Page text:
German Government Advised To Focus On Decentralized Domestic Production of Green H2

In a recently released study by the Research institute Fraunhofer Umsicht, the German government has been advised on the roadmap to sustainable production and use of green H2. The report indicates that going by the current trends, the likely transportation options for hydrogen by 2030 might not be good for the environment. Arguably, hydrogen that’s produced through the process of electrolysis will majorly be moved around using trucks, a system that the study says will likely reduce green H2 as eco-friendly.   

Given that there are no major production plants for green H2 that can reliably and sustainably produce sufficient amounts, the country might probably become an importer. While green H2 imports are okay, transporting it within the country in huge tracks and several journeys is not good. The cost plus the effects on the environment won’t be favorable in the long run.

So, to facilitate a smooth transition into the use of green H2, the study recommends that the German government should consider domestic production. But domestic production alone is not the solution. The report further illustrates how having decentralized green H2 production centers might help generate sufficient amounts by the year 2030. With production points spread out, there will be no need to use huge and many trucks for transport and that’s how the government will boost green H2 credibility as an eco-friendly energy source.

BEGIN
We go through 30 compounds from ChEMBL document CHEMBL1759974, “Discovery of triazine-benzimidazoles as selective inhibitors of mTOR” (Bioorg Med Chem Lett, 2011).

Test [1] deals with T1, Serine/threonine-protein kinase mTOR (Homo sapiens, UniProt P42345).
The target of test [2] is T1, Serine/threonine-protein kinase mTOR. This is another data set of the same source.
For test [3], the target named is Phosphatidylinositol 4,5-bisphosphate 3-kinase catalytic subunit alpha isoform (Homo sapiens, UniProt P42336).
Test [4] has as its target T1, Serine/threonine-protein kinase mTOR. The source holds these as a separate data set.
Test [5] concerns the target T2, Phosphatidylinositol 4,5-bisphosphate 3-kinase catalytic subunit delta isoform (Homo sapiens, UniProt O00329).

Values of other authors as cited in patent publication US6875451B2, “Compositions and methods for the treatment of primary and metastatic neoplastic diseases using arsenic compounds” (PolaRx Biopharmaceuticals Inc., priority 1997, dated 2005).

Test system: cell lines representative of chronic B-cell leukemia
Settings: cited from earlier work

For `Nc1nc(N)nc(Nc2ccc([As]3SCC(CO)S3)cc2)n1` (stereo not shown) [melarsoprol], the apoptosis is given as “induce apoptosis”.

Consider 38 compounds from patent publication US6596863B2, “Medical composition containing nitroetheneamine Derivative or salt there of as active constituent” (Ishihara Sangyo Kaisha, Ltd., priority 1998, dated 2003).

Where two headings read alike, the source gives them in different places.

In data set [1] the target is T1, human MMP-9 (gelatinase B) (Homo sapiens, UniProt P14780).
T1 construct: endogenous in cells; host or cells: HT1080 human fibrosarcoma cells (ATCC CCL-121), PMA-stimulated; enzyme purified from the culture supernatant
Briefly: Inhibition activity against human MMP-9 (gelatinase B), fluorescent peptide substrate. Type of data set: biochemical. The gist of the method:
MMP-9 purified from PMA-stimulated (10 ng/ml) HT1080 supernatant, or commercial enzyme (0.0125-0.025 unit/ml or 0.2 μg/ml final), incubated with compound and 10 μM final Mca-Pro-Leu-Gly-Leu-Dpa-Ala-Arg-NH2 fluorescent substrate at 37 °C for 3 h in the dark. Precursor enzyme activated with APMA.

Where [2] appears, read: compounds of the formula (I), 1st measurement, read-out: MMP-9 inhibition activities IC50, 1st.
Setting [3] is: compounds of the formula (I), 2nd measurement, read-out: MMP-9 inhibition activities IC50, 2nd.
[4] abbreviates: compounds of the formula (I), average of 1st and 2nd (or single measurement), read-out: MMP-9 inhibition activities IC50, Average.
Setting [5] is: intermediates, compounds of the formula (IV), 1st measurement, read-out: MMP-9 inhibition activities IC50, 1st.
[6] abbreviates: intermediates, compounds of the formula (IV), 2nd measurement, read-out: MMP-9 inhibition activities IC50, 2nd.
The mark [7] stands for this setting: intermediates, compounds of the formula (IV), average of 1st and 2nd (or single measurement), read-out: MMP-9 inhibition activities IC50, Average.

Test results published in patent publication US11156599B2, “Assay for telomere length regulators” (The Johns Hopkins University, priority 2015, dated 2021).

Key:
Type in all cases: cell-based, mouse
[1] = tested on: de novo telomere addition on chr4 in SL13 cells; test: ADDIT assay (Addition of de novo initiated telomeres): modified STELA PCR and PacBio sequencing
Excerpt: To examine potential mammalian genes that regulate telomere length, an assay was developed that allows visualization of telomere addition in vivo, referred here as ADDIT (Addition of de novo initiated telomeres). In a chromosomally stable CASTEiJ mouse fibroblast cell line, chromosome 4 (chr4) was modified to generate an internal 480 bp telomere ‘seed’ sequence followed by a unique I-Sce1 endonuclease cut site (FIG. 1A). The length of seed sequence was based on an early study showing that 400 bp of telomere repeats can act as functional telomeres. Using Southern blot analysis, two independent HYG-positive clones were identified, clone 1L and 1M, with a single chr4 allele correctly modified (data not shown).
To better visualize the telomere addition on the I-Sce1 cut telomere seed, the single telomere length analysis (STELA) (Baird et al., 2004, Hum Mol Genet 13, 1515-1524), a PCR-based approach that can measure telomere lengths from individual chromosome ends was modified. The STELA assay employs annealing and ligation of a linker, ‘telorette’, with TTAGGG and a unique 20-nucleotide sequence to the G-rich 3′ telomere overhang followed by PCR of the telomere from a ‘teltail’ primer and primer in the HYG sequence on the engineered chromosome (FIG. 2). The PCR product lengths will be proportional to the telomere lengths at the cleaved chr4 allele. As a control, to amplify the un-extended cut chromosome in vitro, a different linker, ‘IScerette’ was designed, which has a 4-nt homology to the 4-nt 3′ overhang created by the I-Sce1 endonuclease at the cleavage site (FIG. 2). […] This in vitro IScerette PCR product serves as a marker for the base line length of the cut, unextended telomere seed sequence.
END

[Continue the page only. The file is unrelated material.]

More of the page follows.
Large-scale, decentralized green H2 production within the country is not, however, without any challenges. The study further demonstrates how changes need to be carried out to facilitate sustainable production. According to the research, Germany might have to consider converting some of its already existing gas pipelines into green H2 pipelines. However, bearing in mind what that involves in terms of planning, public acceptance, and other technical aspects, the change seems to be “unlikely” unless there are strategies on how to effectively deal with the technical problems that might arise.

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Other options such as importing hydrogen in liquid form also remain a challenge. The type of ships that would do that are still in developmental stages and might not be ready for shipping by 2030. Also, transportation through ammonia would be feasible, but liquefying capacities remain limited in Germany. These and other challenges are the reasons behind the push for decentralized production if the transition to the use of green H2 is to become a reality by 2030.

Overall, the research warns that with the use of green H2 projected to hit 37TWh by the year 2030 in Germany, the government needs to invest in the most feasible options. And going by the analyses, the only way to meet the demand without compromising green H2’s credibility regarding its impact on the environment, is through decentralized in-country production.

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